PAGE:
Washington Watch: Energy Department to help fund EV-factory updates as issue percolates in UAW talks


The Biden administration will make $12 billion available in grants and loans for car and truck manufacturers and suppliers to retrofit factories to produce electric vehicles and other advanced models, Energy Secretary Jennifer Granholm announced Thursday.

President Joe Biden will also offer $3.5 billion in funding to domestic vehicle-battery manufacturers, Granholm said. Part of the total funding announced Thursday will come from the Inflation Reduction Act and the rest from the Department of Energy’s existing loan programs.

Biden has set a target for half of all new vehicles sold in the U.S. in 2030 to be zero-emissions vehicles, including battery-electric TSLA, +0.58% GM, +0.98%, plug-in hybrid gas/electric TM, +2.46% and fuel-cell electric vehicles.

Earth-warming greenhouse-gas emissions from transportation account for about 29% of total U.S. emissions, making that sector the largest contributor to total U.S. greenhouse-gas emissions. Climate change caused by the burning of fossil fuels CL00, +1.98% is contributing to dangerously warm ocean temperatures, droughts and other severe weather events.

Read: Hurricane Idalia: Florida storm is 2023’s costliest U.S. disaster so far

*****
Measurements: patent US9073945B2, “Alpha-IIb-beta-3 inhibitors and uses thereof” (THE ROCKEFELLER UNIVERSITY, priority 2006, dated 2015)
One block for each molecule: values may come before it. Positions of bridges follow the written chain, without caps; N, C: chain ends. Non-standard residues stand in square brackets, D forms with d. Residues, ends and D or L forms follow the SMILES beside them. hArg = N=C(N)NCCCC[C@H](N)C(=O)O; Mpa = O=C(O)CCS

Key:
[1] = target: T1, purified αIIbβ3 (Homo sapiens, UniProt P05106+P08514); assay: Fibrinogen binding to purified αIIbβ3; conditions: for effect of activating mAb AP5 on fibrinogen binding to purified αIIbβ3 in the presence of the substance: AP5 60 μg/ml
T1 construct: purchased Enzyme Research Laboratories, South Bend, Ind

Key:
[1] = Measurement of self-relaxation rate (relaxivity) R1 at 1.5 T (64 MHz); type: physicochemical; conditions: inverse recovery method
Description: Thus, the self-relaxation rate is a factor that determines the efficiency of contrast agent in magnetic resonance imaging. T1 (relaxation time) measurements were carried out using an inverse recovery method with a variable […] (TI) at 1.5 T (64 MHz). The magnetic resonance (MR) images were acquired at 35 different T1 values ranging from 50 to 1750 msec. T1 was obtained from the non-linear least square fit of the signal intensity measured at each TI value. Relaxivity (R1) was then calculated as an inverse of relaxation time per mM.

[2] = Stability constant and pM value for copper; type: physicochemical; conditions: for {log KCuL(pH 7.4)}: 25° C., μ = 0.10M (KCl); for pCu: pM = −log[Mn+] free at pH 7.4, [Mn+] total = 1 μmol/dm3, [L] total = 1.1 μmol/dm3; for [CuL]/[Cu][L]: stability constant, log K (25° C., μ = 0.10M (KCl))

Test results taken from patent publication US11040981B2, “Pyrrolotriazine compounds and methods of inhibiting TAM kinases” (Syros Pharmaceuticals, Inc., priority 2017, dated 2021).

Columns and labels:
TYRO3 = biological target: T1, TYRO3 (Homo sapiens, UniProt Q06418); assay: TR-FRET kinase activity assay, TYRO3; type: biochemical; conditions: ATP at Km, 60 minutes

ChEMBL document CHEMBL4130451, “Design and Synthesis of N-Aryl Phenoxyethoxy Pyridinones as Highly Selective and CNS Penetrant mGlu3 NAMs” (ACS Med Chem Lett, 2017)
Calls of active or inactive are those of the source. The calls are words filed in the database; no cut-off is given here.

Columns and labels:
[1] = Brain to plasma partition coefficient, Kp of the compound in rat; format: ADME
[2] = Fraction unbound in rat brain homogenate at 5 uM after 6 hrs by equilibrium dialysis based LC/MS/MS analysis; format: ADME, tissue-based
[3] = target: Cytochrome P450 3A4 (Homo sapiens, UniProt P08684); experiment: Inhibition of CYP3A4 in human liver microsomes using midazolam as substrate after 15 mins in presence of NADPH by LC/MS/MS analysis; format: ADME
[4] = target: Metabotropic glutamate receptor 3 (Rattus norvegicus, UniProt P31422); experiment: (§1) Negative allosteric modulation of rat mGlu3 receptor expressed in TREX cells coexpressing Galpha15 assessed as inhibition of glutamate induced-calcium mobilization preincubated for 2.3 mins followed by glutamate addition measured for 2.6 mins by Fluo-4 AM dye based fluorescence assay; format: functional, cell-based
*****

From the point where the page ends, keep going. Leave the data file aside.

The DOE funding announcement comes as Biden has faced criticism from both the automobile industry and its union workforce over the speed of the shift to EVs from gasoline-powered options. The largest union representation is in the United Auto Workers, whose membership earlier this month approved a strike should current contract negotiations with major automakers fail.

Read: ‘I have a pension; they don’t’: Why United Auto Workers are fighting to end a two-tier system for wages and benefits

Both sides in those negotiations have said proposed environmental rules aimed at helping usher in the EV era are challenging. Automakers point to expected retooling costs, even as many have already swapped product offerings to include EV designs. The UAW, meanwhile, says the impending changes put union workers at a disadvantage. The UAW has warned that such a rapid change could put thousands of jobs in Michigan, Ohio, Illinois and Indiana, in particular, at risk.

The threat, they believe, is that more nonunion workers and smaller workforces could come with the shift to EVs, which have fewer parts and more software-based functionality and, experts have said, are simpler to manufacture by several orders of magnitude. That also makes their maintenance cheaper for drivers in the long run.

Ford F, +1.00% CEO Jim Farley has said producing electric vehicles requires about 40% less labor than producing the same number of gas-powered cars.

EV-linked job growth to date has largely been in the Southern U.S., where automobile jobs are also more likely to be nonunion.

This article was originally published by Marketwatch.com. Read the original article here.

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